I love science too and there has been nothing to disprove that God isn't real. Ask and it will be given to you, seek and you will find, knock and the door will be opened to you...It's a matter of asking, seeking, and knocking...You hold the key to your heart, it's up to you, to open the door and let God in...concerning the soul, our flesh says no, our spirit says yes...there is a tug of war waging for your soul...the question is, do you want to go to heaven or a firey hell...There's only one way to heaven and that's through Jesus Christ...Romans 10:9-13 “The word is near you; it is in your mouth and in your heart,” that is, the message concerning faith that we proclaim: 9 If you declare with your mouth, “Jesus is Lord,” and believe in your heart that God raised him from the dead, you will be saved. 10 For it is with your heart that you believe and are justified, and it is with your mouth that you profess your faith and are saved. 11 As Scripture says, “Anyone who believes in him will never be put to shame.” 12 For there is no difference between Jew and Gentile —the same Lord is Lord of all and richly blesses all who call on him, 13 for, “Everyone who calls on the name of the Lord will be saved.”...............We all have a choice to go to heaven our doesn't make one religious, just saved from hell.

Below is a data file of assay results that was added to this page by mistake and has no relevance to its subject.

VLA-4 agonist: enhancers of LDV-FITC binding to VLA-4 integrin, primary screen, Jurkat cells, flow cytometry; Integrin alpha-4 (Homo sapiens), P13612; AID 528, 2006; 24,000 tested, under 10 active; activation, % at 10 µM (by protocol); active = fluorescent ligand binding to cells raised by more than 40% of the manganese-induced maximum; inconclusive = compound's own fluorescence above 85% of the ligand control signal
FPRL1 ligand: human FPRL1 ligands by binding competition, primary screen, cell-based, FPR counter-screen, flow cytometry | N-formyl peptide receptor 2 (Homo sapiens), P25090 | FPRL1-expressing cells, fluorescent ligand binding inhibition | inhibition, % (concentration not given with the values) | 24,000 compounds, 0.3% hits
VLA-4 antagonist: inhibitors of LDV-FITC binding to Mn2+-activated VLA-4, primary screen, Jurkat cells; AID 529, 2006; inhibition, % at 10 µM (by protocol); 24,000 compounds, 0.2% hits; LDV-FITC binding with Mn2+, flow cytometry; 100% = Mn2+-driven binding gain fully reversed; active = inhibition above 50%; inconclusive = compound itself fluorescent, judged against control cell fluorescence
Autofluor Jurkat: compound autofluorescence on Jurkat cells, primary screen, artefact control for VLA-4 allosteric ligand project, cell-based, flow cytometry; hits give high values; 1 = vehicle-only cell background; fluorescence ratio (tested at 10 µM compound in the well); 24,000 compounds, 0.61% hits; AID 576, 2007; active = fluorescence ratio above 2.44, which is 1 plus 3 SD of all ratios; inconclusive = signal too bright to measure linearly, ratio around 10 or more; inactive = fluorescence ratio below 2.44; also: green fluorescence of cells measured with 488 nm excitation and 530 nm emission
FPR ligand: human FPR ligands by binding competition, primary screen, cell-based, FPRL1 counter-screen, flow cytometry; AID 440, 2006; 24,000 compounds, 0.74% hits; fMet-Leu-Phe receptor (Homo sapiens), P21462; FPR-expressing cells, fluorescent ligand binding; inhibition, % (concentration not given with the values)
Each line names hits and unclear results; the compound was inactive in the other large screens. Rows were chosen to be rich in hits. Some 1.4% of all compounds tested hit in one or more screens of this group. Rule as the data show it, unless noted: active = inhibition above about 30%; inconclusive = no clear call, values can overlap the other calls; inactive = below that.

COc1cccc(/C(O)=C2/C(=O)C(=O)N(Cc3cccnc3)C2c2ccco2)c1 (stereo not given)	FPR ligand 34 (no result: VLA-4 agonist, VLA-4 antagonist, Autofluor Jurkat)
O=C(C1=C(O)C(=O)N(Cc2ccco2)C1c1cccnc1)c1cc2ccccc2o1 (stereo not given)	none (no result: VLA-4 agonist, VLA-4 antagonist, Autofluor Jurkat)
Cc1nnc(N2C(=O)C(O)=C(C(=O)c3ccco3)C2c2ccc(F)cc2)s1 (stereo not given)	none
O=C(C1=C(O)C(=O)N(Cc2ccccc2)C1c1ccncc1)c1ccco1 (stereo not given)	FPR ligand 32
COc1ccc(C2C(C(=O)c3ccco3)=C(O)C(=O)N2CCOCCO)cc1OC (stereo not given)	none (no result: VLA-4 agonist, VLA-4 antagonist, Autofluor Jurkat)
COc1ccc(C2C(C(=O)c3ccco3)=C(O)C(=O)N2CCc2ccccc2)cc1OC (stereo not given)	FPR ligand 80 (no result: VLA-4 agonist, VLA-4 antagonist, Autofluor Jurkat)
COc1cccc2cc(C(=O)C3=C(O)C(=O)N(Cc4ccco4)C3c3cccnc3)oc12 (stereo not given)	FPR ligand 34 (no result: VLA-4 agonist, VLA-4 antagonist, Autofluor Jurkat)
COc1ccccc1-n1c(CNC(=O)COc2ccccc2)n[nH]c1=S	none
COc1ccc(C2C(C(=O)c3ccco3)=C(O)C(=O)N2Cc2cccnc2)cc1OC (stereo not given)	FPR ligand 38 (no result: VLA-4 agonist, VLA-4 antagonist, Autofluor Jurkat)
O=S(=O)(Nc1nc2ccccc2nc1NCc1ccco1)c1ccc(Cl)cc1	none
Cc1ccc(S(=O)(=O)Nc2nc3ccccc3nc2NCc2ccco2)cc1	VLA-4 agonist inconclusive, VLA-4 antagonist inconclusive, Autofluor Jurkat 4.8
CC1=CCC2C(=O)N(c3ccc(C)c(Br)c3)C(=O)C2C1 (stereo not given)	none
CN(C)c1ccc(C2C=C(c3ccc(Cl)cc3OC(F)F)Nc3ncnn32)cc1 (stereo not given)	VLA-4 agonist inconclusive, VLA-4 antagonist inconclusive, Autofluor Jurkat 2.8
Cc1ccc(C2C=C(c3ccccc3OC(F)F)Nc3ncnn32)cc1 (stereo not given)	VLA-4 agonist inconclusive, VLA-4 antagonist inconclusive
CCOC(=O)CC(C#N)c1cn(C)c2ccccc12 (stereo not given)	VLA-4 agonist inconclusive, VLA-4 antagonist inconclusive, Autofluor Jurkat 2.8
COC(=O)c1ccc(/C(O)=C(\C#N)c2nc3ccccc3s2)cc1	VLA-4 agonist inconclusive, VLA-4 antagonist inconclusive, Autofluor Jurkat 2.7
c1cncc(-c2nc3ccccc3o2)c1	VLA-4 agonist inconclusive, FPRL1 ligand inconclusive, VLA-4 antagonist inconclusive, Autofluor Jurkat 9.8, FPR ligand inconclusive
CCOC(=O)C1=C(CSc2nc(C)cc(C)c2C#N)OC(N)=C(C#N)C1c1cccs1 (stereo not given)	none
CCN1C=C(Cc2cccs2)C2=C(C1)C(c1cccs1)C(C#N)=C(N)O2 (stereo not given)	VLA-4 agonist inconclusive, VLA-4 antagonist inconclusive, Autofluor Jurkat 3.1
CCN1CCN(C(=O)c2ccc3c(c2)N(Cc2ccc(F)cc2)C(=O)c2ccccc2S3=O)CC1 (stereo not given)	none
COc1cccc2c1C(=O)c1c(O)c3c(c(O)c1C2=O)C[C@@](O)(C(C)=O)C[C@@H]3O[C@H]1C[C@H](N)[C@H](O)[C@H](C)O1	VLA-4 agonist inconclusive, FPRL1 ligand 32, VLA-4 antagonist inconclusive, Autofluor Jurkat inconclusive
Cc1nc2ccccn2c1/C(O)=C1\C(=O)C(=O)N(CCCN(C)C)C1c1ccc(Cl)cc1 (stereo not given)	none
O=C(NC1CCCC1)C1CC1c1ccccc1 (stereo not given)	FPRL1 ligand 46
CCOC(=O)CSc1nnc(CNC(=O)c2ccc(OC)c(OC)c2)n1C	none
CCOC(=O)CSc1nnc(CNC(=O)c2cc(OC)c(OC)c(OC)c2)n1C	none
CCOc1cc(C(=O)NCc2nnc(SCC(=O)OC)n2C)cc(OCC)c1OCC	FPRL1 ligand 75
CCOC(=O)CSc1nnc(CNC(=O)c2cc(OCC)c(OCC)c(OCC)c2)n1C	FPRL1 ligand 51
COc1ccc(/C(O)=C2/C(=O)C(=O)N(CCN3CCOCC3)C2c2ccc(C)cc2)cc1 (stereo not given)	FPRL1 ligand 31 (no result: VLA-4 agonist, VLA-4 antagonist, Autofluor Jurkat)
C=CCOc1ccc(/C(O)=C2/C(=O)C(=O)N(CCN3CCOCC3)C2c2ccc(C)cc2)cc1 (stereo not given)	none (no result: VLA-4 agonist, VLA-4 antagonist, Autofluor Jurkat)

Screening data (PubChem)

• Abrushing1968 profile image

      Aaron Rushing 5 years ago from USA- Florida

      Glasvisage I appreciate your honesty and your gentleness.

      I was glad to hear you say you would like to have a religion to call your own. Being open to God is a Good thing.

      The Bible has a verse that I would like to share with you. It is one of my favorites and it does not need anyone to interpret:

      Proverbs 2:1-5

      My son, if you receive my words, And treasure my commands within you, So that you incline your ear to wisdom, And apply your heart to understanding; Yes, if you cry out for discernment, And lift up your voice for understanding, If you seek her as silver, And search for her as for hidden treasures; Then you will understand the fear of the Lord, And find the knowledge of God.

      In Christ


    • Tanya Michelle profile image

      Tanya Michelle 6 years ago from Texas